Thursday, July 26, 2012
There has been a lot of interest in climate change strategies at the local level. In fact, I have heard many voice the opinion lately that climate change can only successfully be addressed by starting local. These three authors look at climate action plans in 50 cities and don’t seem to hopeful about their success.
Managing climate change in cities: Will climate action plans work? By Brian Stone, Jason Vargo, Dana Habeeb in Landscape and Urban Planning (2012).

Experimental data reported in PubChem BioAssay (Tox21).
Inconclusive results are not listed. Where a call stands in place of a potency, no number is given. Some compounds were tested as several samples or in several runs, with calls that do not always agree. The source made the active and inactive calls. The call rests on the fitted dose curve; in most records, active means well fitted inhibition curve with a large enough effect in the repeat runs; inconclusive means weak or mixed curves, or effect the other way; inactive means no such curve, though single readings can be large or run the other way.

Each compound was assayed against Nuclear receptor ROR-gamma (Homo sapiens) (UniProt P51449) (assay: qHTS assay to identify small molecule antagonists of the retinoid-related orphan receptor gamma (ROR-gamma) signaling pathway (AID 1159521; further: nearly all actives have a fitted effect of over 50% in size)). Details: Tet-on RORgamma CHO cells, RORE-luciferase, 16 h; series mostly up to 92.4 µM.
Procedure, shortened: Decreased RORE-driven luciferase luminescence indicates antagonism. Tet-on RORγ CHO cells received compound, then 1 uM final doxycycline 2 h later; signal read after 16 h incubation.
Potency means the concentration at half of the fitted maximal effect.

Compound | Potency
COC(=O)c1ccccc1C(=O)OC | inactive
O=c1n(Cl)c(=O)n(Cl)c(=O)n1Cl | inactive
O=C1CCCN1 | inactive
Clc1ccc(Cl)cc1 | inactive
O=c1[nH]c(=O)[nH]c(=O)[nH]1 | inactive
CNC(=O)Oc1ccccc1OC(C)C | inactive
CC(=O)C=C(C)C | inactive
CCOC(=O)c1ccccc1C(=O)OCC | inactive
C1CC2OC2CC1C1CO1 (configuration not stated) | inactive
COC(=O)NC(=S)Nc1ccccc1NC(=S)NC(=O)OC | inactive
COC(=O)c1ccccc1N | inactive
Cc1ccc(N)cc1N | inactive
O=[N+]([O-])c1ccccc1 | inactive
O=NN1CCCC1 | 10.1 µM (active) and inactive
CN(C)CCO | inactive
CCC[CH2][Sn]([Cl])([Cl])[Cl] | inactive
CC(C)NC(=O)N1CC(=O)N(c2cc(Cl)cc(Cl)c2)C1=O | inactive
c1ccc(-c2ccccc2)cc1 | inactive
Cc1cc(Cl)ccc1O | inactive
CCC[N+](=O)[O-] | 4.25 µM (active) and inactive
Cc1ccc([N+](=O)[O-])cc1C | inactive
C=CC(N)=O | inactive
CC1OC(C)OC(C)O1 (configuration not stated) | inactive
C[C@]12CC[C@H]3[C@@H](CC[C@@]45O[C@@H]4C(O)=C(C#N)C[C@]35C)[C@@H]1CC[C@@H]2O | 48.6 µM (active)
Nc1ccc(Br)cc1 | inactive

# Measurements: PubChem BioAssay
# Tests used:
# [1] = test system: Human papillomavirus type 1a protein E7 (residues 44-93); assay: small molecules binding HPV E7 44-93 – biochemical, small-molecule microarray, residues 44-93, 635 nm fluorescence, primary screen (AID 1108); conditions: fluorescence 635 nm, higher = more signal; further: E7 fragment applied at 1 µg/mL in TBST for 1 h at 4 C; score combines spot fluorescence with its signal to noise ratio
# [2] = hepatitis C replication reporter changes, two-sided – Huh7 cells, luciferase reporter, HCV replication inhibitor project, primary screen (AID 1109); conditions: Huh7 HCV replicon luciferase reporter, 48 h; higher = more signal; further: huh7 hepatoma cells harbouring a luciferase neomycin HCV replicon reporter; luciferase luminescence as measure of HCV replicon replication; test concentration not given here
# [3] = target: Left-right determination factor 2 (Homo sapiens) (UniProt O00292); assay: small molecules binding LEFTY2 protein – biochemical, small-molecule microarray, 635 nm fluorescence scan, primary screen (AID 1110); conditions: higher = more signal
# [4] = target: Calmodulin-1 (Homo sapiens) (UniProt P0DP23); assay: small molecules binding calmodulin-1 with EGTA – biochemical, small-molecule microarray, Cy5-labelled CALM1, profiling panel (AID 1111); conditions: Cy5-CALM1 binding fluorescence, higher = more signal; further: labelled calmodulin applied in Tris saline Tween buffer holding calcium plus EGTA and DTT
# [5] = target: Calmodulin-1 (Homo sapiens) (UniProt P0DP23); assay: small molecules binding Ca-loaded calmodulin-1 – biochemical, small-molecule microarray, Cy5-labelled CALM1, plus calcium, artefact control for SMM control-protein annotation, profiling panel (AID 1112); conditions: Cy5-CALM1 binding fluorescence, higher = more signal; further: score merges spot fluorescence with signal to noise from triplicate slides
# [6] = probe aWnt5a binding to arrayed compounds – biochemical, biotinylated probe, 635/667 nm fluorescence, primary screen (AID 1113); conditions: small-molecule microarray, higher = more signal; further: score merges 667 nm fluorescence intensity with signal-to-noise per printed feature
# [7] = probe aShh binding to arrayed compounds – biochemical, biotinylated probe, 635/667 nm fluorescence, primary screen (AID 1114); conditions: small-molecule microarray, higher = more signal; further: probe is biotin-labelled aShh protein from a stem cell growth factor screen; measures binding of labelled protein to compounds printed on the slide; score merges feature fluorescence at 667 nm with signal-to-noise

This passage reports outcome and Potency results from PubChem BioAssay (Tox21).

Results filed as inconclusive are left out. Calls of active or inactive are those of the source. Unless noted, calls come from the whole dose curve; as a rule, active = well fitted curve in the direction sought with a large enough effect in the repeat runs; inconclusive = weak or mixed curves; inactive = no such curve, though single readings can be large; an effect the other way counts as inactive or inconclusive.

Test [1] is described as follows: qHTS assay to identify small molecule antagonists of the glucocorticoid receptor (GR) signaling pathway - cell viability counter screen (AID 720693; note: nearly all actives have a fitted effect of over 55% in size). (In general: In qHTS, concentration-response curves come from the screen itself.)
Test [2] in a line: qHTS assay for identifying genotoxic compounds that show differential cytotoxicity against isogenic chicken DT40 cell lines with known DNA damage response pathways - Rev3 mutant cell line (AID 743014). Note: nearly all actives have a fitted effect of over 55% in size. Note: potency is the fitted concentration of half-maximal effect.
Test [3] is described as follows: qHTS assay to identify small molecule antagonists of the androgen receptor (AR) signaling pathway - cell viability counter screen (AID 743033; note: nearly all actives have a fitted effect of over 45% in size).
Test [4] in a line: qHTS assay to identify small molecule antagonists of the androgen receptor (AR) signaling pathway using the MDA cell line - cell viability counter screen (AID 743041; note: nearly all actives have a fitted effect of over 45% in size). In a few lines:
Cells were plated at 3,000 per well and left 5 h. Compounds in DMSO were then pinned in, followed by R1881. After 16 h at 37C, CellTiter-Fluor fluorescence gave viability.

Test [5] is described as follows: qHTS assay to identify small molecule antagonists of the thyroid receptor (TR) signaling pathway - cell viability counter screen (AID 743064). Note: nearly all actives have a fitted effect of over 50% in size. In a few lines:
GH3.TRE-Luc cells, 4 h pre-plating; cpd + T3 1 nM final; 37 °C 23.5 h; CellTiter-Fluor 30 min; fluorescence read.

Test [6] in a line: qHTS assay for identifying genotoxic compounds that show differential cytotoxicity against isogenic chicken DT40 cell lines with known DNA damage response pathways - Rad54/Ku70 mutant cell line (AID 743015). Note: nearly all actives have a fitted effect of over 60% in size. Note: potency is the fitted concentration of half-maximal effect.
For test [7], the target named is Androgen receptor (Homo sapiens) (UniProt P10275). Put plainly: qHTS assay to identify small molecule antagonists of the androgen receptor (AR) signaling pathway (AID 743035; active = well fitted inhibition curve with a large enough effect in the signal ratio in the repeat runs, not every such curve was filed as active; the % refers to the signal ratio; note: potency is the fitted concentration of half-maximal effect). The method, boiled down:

Since the mid-20th century, most large cities of the United States have been warming at more than twice the rate of the planet as a whole. While many municipal and state governments have developed climate action plans designed to reduce emissions of greenhouse gases, rising concentrations of greenhouse gases typically are not the strongest driver of warming in cities. Our purpose is to evaluate the likely effectiveness of municipal and state level climate action plans in slowing the pace of warming in the most populous U.S. cities over the near-to-medium term. We employ time-series temperature trend analyses to differentiate global from local-scale climate change mechanisms in large U.S. cities between 1961 and 2010. We then review all climate action plans developed at the municipal or state level in the 50 most populous metropolitan regions to identify the various emissions control and heat management strategies incorporated into these plans. The results of our assessment suggest that the climate change management policies adopted through municipal and state climate action plans may fail to adequately protect human health and welfare from rapidly rising temperatures. Based on our review, we recommend that municipal and state governments broaden climate action plans to include heat management strategies in addition to greenhouse gas emissions controls.
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